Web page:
We offer both choices because there are unique benefits to each. The fresh kefir grains re-balance quickly and begin producing drinkable kefir within just a few days of arriving after shipment. This is an excellent option if you live within the U.S. and are able to be home to receive the grains when they arrive and attend to them immediately. If you are either a) not located within the U.S. or b) not able to attend to the fresh grains immediately upon arrival, then dried kefir grains are the best option for you. These will take a little longer to activate - about a week or so to 'wake up' and balance to where they are producing a drinkable kefir. This is a great option if they will be in transit internationally, since they are in a dormant stage and will not degrade or be as likely to be damaged as the fresh grains. This also gives you the option to stick the dried grain in your cupboard or refrigerator if you receive them but are not yet ready to use them (or want to hang onto them as a backup source or a gift to give).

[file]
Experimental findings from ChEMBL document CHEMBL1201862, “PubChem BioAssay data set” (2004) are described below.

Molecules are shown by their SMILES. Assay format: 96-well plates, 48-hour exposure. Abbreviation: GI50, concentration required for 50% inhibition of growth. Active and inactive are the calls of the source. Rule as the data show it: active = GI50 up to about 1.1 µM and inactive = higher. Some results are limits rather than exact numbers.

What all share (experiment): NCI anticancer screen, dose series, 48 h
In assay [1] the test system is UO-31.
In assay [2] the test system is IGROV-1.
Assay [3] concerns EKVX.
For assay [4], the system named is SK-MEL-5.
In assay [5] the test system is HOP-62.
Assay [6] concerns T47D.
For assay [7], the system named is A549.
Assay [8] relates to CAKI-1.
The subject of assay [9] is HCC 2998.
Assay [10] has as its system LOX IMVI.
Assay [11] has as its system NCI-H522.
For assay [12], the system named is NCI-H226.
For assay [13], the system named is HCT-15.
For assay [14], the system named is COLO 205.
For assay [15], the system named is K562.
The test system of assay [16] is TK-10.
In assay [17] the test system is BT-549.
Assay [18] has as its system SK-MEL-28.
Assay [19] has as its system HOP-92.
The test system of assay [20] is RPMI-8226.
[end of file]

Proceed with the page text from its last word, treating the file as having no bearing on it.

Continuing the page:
How do you know if the grains are 'healthy'?

Kefir grains are very resilient and will strive to maintain their health at all times. As long as your grains are converting milk to kefir that is not 'off' they are just fine. They may get stressed and change shape or smell a bit (more yeasty or more stringy looking), but they will bounce right back given the right conditions. They range from creamy white to a dark ivory and coiled brain-patterned balls to bumpy ribbons. Even when they are not growing they can still produce a healthy drinkable kefir (such as in soy or almond milk), though its best to give them optimal conditions so they can grow.

What size are Kefir Grains?

Kefir grains sizes range all over the place depending on what stage they are at in their life cycle, along with what season it is, what milk it is in, how often it receives fresh milk, and the list goes on! Kefir grains usually stay around the size of a marble (1/2" or 2 cm), but they are constantly reproducing much smaller 'baby' grains (the size of a rice kernel and smaller). Sometimes one grain will continue to grow without breaking apart naturally, and get 1-1 1/2" inches (3-4 cm) in circumference. We have also seen kefir grains when in a stretched, ribbon form, grow to 5 or more inches long (13 cm) and an inch or 2 wide. Typically the smaller the grain, the more productive it is because of the greater amount of surface area exposed (many small grains vs one large grain). Smaller grains tend to produce the optimal consistency and flavor desired for a kefir.